The print version of New Orleans’ famous Times-Picayune will also shrink to three-day publication. All four papers are owned by the Newhouses, a wealthy New York family.
They surely must love newspapers, they own more than 30 of them.
We love them, too; there are two dailies and five weeklies in our family group. The Star, of course, is the flagship of the group. And since you asked, yes, The Star is doing OK financially, not great but we’re making a profit.
In quality, we are great, world class. A study by Columbia University ranked us among the nation’s 30 best, one of only two with circulations of less than 100,000.
What is going on with the Newhouse chain and with us is figuring out how to use the new technology of the Internet to create quality information media and make a healthy profit.
A team of younger executives here began coming up with bold ideas about eliminating weaknesses and positioning the company to sustain high quality in a new environment before the Newhouse shocks.
Their ideas are bold but not as dramatic as the Newhouse cutbacks, as you’ll see in the coming weeks and years.
Stripped down to basics, the Internet is just another printing press. Whether it prints the news on paper, a computer screen or smartphone, the press is incidental compared to the quality of the information delivered.
We are developing a new business model. It is likely that one day, probably not in my lifetime, The Star may be completely digital. Just eliminating expensive newsprint will make it less costly to produce.
With the necessity of buying a million dollar-plus press removed, does that mean anybody can start a digital newspaper? Sure, but will enough people buy it to keep it in business?
Facebook is an example of creating a new communications medium only on the Internet. It demonstrated a basic human need, to be in touch with someone else, if only about the tomato plant or a pet’s misadventures.
I’d guess its stock isn’t the hottest buy on the board because, though the market for minutiae is real, you can sell only so much trivia before boring readers.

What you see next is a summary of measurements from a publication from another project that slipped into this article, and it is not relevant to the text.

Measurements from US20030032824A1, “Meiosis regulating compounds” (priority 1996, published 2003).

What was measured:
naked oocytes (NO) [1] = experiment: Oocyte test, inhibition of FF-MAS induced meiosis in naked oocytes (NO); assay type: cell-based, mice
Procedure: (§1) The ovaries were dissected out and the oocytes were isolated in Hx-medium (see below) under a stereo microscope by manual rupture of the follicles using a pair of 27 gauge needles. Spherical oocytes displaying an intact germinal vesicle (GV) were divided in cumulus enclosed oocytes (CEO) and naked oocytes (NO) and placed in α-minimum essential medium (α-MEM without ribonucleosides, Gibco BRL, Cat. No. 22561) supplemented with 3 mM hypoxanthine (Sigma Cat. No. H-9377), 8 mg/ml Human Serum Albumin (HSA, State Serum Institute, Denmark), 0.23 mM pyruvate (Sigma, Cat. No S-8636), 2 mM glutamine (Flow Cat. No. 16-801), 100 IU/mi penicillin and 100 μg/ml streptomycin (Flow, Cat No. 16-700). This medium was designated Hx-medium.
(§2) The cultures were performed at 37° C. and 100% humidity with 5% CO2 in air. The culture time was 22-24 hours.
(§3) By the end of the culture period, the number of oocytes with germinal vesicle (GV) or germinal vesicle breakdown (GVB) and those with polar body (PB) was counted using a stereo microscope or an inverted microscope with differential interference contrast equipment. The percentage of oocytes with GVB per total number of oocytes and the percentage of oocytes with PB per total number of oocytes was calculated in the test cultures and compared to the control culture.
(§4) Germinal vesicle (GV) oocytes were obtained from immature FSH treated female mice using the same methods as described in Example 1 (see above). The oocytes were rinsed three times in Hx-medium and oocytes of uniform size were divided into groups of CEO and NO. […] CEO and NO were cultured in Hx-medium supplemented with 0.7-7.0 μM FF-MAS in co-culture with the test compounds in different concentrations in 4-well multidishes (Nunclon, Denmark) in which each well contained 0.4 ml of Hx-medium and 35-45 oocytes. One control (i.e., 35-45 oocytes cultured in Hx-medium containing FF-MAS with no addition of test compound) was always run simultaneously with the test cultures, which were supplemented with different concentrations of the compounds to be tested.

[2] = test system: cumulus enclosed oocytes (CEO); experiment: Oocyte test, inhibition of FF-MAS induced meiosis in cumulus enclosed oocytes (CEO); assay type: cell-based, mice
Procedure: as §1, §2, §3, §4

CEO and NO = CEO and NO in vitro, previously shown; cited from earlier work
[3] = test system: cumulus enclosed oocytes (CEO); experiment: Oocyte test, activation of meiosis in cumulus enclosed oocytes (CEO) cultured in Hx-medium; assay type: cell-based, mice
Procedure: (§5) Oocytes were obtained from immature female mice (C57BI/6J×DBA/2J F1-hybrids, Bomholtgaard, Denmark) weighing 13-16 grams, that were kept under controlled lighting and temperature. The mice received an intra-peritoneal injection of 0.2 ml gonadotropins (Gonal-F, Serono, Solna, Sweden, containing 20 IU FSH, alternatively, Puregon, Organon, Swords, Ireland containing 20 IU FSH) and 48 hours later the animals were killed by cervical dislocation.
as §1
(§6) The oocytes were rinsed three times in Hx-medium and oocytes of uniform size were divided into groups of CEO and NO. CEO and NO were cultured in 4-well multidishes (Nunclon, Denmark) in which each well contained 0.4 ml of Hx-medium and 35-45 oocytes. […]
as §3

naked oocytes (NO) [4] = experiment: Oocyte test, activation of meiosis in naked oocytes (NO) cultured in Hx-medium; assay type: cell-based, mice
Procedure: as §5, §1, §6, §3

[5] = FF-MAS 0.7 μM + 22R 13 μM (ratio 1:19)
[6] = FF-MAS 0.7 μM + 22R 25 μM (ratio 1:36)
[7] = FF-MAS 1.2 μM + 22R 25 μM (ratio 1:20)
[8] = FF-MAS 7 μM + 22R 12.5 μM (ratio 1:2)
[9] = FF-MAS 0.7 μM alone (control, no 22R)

A 24-hour digital newspaper changing as the news changes is more serious and important than exchanging gossip. It requires a staff of educated, trained, experienced journalists drilled in accuracy and ethics.
The mission of a daily newspaper in a city such as ours has been important in big and little ways, is now and would be in the future. Which means it costs a lot for us to produce and for you to buy — even if only digital.
The role of public citizen is unique, a task in a democracy only media can perform. Consider these local, historic examples:
During the critical years of the civil rights crisis in the mid-’60s, the accurate, believable reporting and calm progressive voice of the paper helped the community make the transition from one civilization to another.
When it was proposed to incinerate tons of deadly nerve agents stored at Anniston Army Depot, we waited until civilian scientists spoke before endorsing that method, traveled at great expense to a Pacific atoll to see a demonstration, visited other incineration sites, calmly reporting our findings, and opened our pages to comment, much of it critical of our position.
We met criticism and some hysteria with calm, factual reporting and a reasoned editorial voice. The tocsins are gone now, went up in smoke.
When the Anniston City Council’s so-called inquiry became a pit of score-settling and back-biting that locked down city governance, it was a rare, Sunday front-page editorial that triggered activity among local citizens who promise a more productive council in this year’s elections.
In a lecture two years ago, I put the value of newspapers — print or digital — this way:
“As long as there are mothers to cry at their daughters’ weddings, as long as there are fathers to swell with pride at their sons’ exploits on the football field, as long as people fear crime, are suspicious of local politicians, cheer for the economic boost of a new industry, want to know what’s for sale at the mall or mourn the death of beloved citizens, as long as people want to share with others, there will be a need for someone to connect them.”
So, yes, we are changing, but in the most important ways we are the same. Unless Congress repeals human nature, newspapers in some form will be around and citizens will want to buy them.
H. Brandt Ayers is the publisher of The Star and chairman of Consolidated Publishing Co.